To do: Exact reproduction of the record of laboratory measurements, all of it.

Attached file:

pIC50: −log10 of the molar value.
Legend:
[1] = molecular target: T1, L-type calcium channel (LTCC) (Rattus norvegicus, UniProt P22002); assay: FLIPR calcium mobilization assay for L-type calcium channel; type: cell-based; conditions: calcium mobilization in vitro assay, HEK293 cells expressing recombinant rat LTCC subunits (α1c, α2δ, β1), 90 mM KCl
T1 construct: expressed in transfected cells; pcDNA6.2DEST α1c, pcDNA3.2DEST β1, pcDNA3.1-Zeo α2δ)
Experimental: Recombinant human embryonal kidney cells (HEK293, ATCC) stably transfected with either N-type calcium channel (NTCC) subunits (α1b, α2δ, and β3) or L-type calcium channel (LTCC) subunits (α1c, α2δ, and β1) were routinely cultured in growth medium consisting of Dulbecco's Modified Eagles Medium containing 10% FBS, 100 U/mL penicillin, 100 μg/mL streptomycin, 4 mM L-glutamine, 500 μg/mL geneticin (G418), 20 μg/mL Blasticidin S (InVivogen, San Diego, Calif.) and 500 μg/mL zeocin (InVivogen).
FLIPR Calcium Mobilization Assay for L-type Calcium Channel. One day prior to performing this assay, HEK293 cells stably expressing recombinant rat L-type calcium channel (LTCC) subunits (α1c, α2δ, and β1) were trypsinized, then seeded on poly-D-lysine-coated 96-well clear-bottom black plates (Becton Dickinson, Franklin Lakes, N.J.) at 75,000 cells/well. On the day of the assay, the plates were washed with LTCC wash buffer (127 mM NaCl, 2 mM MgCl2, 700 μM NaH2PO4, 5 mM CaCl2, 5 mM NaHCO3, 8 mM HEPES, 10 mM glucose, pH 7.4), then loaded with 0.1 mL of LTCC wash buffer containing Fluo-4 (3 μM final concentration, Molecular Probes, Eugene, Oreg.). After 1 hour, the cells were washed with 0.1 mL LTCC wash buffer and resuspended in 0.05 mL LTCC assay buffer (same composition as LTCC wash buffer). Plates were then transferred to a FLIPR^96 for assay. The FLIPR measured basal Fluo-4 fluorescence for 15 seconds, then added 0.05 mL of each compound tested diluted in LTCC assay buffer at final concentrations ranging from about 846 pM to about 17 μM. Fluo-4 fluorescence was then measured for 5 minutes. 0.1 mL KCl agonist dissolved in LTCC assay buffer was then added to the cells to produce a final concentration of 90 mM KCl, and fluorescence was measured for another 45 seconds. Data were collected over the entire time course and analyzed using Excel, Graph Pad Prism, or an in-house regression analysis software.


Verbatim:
pIC50: −log10 of the molar value.
Legend:
[1] = molecular target: T1, L-type calcium channel (LTCC) (Rattus norvegicus, UniProt P22002); assay: FLIPR calcium mobilization assay for L-type calcium channel; type: cell-based; conditions: calcium mobilization in vitro assay, HEK293 cells expressing recombinant rat LTCC subunits (α1c, α2δ, β1), 90 mM KCl
T1 construct: expressed in transfected cells; pcDNA6.2DEST α1c, pcDNA3.2DEST β1, pcDNA3.1-Zeo α2δ)
Experimental: Recombinant human embryonal kidney cells (HEK293, ATCC) stably transfected with either N-type calcium channel (NTCC) subunits (α1b, α2δ, and β3) or L-type calcium channel (LTCC) subunits (α1c, α2δ, and β1) were routinely cultured in growth medium consisting of Dulbecco's Modified Eagles Medium containing 10% FBS, 100 U/mL penicillin, 100 μg/mL streptomycin, 4 mM L-glutamine, 500 μg/mL geneticin (G418), 20 μg/mL Blasticidin S (InVivogen, San Diego, Calif.) and 500 μg/mL zeocin (InVivogen).
FLIPR Calcium Mobilization Assay for L-type Calcium Channel. One day prior to performing this assay, HEK293 cells stably expressing recombinant rat L-type calcium channel (LTCC) subunits (α1c, α2δ, and β1) were trypsinized, then seeded on poly-D-lysine-coated 96-well clear-bottom black plates (Becton Dickinson, Franklin Lakes, N.J.) at 75,000 cells/well. On the day of the assay, the plates were washed with LTCC wash buffer (127 mM NaCl, 2 mM MgCl2, 700 μM NaH2PO4, 5 mM CaCl2, 5 mM NaHCO3, 8 mM HEPES, 10 mM glucose, pH 7.4), then loaded with 0.1 mL of LTCC wash buffer containing Fluo-4 (3 μM final concentration, Molecular Probes, Eugene, Oreg.). After 1 hour, the cells were washed with 0.1 mL LTCC wash buffer and resuspended in 0.05 mL LTCC assay buffer (same composition as LTCC wash buffer). Plates were then transferred to a FLIPR^96 for assay. The FLIPR measured basal Fluo-4 fluorescence for 15 seconds, then added 0.05 mL of each compound tested diluted in LTCC assay buffer at final concentrations ranging from about 846 pM to about 17 μM. Fluo-4 fluorescence was then measured for 5 minutes. 0.1 mL KCl agonist dissolved in LTCC assay buffer was then added to the cells to produce a final concentration of 90 mM KCl, and fluorescence was measured for another 45 seconds. Data were collected over the entire time course and analyzed using Excel, Graph Pad Prism, or an in-house regression analysis software.